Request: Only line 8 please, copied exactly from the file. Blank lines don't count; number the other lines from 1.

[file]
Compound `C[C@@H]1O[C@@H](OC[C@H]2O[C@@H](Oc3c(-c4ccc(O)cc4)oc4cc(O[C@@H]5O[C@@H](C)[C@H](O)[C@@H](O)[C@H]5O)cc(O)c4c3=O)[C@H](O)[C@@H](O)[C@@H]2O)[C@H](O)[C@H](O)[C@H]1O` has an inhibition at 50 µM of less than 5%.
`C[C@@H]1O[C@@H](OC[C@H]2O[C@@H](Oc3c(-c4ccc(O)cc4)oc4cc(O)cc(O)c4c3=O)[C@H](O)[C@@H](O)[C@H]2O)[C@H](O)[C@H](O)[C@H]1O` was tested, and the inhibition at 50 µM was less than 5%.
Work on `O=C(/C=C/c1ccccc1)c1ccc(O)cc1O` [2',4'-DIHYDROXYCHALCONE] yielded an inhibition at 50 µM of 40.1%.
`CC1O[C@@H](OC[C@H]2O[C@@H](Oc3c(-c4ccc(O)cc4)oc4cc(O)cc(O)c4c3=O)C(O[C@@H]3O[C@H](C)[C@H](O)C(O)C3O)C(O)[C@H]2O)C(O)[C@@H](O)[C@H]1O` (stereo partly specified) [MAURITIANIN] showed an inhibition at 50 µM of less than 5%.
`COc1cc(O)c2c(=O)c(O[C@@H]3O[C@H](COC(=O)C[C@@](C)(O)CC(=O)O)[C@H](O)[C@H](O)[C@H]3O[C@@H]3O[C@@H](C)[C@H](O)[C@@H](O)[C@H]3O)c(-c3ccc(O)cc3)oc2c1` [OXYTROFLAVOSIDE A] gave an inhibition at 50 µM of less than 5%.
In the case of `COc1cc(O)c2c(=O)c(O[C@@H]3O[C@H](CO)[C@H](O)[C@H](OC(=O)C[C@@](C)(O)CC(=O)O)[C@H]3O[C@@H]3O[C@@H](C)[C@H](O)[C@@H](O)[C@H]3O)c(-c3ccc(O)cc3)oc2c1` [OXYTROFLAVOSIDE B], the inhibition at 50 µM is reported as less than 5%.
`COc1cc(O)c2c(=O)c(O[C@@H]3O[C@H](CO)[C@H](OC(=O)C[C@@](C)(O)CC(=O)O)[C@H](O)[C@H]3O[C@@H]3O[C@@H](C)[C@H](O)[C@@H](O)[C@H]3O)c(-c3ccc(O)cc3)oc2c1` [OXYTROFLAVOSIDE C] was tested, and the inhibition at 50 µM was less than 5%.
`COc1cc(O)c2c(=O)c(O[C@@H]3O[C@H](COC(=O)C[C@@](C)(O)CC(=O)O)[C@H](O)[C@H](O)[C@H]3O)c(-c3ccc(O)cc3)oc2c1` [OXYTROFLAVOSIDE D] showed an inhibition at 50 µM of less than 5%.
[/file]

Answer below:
`COc1cc(O)c2c(=O)c(O[C@@H]3O[C@H](COC(=O)C[C@@](C)(O)CC(=O)O)[C@H](O)[C@H](O)[C@H]3O)c(-c3ccc(O)cc3)oc2c1` [OXYTROFLAVOSIDE D] showed an inhibition at 50 µM of less than 5%.